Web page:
The 8 popular wines I never order as a sommelier — and what I actually get instead

hand holding a glass of white wine in front of racks of wine bottles
I work as a sommelier in Italy. Valmedia/Shutterstock
  • I'm a sommelier in Italy, and there are a few wines to avoid ordering at bars and restaurants.

  • If you're looking for a nice white, skip chardonnay and order a glass of Greek assyrtiko.

  • Merlot and pinot noir are popular and well-known reds, but cesanese and Barolo are much bolder.

When I started my wine journey 20 years ago, I had difficulty expressing what I liked and why. Let's face it, wine can be intimidating.

If you end up scratching your head whenever you're handed the wine list, know that you're not alone. Some vineyards are even introducing AI-powered tools into their business models to create wine blends that are more approachable and easier to market to consumers.

After training and working as a sommelier in Italy, I pride myself on being able to find my clients their new favorite drink. But over the years, I've also learned which popular blends to steer clear of when I'm out and about.

Here are some types of wine I never order and exciting alternatives I think everyone should be sipping on instead.

The bubbles can be tempting, but I avoid prosecco.

bottle of prosecco in an ice bucket next to wine glasses
Prosecco may work as a mixer, but I don't drink it on its own. Elena.Katkova/Shutterstock

Prosecco is one of the most commonly ordered bubbly wines. But even though it may be a crowd favorite, it's often dull.

Most bottles are industrial, mass-produced swill with no character. It's fine to use as a mixer in a spritz or mimosa, but that's about it.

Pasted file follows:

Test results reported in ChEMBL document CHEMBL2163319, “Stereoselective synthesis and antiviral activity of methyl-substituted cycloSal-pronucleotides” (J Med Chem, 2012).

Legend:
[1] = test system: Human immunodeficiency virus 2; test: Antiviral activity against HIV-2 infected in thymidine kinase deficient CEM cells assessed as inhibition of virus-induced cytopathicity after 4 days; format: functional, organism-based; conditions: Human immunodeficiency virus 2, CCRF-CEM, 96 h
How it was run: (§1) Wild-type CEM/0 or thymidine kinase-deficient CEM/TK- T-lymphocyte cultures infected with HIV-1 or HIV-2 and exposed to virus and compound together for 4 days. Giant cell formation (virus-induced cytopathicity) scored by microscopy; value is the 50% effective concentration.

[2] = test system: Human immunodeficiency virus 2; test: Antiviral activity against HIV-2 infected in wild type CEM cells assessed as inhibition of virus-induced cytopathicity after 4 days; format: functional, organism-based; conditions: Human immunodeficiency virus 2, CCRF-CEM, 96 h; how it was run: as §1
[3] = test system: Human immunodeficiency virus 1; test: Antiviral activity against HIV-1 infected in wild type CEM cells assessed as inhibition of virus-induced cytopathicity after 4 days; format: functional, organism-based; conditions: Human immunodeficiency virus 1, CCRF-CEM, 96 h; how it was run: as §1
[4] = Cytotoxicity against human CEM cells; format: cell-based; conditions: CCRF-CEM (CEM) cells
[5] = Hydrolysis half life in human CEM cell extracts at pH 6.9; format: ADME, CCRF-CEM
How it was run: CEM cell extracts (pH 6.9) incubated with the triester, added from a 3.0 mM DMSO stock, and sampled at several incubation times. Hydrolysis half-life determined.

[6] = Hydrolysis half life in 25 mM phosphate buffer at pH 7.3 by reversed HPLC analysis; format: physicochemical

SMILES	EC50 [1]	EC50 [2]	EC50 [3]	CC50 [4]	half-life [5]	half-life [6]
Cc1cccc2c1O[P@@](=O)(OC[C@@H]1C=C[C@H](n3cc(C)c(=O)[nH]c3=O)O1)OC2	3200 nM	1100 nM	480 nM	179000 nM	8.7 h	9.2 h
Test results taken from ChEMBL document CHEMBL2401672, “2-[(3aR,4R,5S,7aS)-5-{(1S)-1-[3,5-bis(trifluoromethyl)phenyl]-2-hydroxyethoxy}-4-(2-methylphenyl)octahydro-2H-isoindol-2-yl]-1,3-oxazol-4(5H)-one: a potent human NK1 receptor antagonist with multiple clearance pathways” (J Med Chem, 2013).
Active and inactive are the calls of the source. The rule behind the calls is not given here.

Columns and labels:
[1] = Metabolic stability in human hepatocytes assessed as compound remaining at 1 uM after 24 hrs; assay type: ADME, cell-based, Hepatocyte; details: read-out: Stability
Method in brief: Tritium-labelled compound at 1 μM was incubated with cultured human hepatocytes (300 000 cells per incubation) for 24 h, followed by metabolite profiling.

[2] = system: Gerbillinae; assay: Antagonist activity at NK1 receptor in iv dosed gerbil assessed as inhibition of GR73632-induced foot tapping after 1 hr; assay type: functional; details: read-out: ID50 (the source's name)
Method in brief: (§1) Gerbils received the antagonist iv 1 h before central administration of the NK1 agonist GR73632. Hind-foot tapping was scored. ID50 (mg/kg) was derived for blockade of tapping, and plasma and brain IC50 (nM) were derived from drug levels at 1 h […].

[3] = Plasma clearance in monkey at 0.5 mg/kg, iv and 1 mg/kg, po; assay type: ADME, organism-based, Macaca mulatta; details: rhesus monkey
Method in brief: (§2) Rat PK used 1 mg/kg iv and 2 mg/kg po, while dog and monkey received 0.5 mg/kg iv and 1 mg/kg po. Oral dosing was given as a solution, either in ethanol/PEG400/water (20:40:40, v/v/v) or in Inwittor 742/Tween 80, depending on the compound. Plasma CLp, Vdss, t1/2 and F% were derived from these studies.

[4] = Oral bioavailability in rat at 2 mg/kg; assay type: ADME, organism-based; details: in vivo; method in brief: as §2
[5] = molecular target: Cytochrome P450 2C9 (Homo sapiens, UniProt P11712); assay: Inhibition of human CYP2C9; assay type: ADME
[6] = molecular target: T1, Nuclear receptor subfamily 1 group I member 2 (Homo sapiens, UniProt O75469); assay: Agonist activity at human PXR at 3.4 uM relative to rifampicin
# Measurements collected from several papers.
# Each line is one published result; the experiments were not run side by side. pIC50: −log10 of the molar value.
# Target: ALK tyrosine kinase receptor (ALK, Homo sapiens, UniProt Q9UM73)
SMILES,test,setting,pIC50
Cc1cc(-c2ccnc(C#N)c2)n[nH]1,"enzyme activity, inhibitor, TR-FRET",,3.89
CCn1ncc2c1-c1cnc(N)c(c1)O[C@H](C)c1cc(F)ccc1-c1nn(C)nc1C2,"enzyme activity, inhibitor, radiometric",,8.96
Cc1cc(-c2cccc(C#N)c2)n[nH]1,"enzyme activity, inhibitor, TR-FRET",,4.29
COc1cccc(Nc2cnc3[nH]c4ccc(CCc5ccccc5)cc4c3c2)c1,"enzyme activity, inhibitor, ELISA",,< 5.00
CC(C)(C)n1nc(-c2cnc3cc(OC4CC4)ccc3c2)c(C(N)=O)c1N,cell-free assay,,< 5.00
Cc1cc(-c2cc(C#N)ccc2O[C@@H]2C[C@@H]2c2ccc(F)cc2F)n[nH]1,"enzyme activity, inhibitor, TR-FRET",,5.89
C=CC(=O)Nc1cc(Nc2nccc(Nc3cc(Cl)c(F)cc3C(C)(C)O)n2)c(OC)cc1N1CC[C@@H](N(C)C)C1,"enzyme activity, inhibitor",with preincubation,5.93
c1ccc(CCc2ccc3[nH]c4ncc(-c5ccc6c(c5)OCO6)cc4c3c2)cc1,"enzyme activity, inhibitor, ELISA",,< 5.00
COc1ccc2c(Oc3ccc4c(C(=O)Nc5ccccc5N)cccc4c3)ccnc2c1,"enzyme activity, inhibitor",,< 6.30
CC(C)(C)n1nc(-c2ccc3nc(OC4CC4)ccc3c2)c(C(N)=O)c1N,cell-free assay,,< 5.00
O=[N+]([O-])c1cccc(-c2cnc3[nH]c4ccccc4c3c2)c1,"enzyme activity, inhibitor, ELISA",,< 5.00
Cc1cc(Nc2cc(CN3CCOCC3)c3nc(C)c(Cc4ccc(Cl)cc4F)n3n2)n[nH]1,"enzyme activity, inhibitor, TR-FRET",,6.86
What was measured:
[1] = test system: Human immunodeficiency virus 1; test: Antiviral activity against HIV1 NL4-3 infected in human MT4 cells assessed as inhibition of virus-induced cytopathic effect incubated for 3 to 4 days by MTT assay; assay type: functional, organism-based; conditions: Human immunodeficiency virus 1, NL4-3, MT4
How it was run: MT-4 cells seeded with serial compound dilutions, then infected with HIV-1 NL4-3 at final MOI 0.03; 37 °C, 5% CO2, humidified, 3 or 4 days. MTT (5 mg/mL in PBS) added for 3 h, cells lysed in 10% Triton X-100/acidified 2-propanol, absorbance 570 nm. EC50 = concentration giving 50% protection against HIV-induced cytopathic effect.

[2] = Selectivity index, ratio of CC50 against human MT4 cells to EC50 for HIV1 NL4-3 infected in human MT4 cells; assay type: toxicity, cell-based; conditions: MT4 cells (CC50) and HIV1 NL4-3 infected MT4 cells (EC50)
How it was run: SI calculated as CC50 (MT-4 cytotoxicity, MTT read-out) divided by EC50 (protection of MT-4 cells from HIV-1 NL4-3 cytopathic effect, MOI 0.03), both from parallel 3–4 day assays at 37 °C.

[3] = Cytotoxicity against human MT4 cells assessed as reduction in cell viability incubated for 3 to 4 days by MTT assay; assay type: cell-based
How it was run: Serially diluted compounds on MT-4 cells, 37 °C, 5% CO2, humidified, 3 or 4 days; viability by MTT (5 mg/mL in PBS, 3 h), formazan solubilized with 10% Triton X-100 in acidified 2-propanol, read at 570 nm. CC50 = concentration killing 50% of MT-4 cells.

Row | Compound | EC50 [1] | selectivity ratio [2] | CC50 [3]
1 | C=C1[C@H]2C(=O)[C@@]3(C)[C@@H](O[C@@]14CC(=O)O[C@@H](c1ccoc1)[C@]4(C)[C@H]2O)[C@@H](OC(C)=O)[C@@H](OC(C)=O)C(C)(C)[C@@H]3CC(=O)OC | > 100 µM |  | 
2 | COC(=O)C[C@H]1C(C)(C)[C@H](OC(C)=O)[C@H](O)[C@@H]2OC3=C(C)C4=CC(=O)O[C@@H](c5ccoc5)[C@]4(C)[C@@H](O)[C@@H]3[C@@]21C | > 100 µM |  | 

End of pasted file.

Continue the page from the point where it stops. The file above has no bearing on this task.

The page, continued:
People order prosecco because it's an affordable sparkling wine that can be super refreshing and festive. As an alternative, I'd reach for a glass of pétillant naturel, also known as pét-nat.

The naturally sparkling wine is unfiltered and bottled during fermentation, resulting in a lively and effervescent drink that's sure to impress.

Luckily, pét-nat is also pretty affordable, with most bottles selling for under $25. My favorite producers are Los Pilares from San Diego, and Cantina Ribelà from the Roman countryside.

It's easy to stick to what you know, but skip the chardonnay next time.

bottle and glass of white wine behind a plate of fish and salad
Chardonnay isn't the only white that goes well with seafood. Strakhov Sergey/Shutterstock

Chardonnay may be a classic choice — it grows in nearly every wine region in the world and has name recognition. But I don't think it's the best option if you're looking for a light white wine to pair with seafood or sip out on the deck.

For a refreshing alternative, opt for a glass of assyrtiko from Greece. The crisp white wine is known for its citrusy notes and mineral undertones.

I promise you can do better than a glass of pinot grigio.

hand holding a glass of chilled white wine over a wooden table
I don't know that many people who actually like pinot grigio. Nigel J. Harris/Shutterstock

Instead of reaching for a predictable glass of pinot grigio, explore the world of garganega from the same region in Italy.

From my experience with clients, I've found that most pinot-grigio drinkers don't even love it, they just want a white that's brighter than a chardonnay. I think garganega is more interesting, offering flavors of stonefruit and citrus with a zesty finish.

I've never had a bad garganega, but my favorite label is La Biancara.

Merlot is a safe choice, but it's never going to be exciting.

hand pouring a glass of red wine next to another full glass of red wine
I order cesanese instead of merlot for a nice red wine. Jeevan Dananjaya/Shuttrstock